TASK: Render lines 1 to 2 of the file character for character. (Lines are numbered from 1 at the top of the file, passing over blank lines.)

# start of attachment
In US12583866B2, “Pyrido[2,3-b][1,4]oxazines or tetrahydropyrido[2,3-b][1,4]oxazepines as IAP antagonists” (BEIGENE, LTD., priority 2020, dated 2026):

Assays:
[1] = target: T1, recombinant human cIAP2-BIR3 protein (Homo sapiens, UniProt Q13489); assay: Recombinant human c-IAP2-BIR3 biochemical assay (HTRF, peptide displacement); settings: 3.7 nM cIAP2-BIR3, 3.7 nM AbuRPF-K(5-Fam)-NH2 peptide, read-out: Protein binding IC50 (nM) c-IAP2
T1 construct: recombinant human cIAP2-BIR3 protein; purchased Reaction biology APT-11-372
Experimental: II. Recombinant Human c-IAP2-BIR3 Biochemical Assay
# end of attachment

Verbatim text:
In US12583866B2, “Pyrido[2,3-b][1,4]oxazines or tetrahydropyrido[2,3-b][1,4]oxazepines as IAP antagonists” (BEIGENE, LTD., priority 2020, dated 2026):

Assays: